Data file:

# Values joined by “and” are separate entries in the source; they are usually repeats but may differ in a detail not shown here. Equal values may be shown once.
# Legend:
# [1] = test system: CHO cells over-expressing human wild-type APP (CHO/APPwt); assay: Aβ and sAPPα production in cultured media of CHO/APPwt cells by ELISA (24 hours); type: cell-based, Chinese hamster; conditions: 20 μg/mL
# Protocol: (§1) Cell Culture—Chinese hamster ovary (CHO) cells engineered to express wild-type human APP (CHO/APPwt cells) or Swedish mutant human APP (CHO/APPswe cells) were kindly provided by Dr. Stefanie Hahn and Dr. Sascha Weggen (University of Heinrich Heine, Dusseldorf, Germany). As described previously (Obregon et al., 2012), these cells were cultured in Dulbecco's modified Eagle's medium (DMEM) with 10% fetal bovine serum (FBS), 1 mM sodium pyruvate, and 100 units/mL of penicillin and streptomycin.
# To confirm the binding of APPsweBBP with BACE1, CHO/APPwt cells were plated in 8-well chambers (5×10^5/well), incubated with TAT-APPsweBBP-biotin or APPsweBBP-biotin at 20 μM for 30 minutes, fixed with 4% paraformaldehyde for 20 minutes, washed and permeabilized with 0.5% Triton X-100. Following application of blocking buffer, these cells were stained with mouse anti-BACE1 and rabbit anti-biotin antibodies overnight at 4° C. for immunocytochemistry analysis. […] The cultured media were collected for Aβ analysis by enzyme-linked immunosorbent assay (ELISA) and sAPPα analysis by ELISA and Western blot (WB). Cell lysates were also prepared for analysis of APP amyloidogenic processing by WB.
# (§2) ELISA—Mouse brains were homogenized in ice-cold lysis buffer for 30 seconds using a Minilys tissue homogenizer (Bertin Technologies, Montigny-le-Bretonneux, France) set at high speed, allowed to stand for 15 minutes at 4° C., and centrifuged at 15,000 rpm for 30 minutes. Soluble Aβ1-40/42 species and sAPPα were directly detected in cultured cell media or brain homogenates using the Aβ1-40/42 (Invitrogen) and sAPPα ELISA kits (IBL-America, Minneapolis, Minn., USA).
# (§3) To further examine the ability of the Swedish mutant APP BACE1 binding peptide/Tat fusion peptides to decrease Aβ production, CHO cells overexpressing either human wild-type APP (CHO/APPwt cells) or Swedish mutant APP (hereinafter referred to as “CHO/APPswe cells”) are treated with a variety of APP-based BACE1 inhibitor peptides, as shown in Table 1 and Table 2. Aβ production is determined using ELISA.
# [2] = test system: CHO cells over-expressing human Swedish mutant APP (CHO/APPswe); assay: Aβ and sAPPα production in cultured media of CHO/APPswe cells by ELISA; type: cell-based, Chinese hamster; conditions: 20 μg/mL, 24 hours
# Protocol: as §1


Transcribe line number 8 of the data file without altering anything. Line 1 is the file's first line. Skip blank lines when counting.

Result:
# [2] = test system: CHO cells over-expressing human Swedish mutant APP (CHO/APPswe); assay: Aβ and sAPPα production in cultured media of CHO/APPswe cells by ELISA; type: cell-based, Chinese hamster; conditions: 20 μg/mL, 24 hours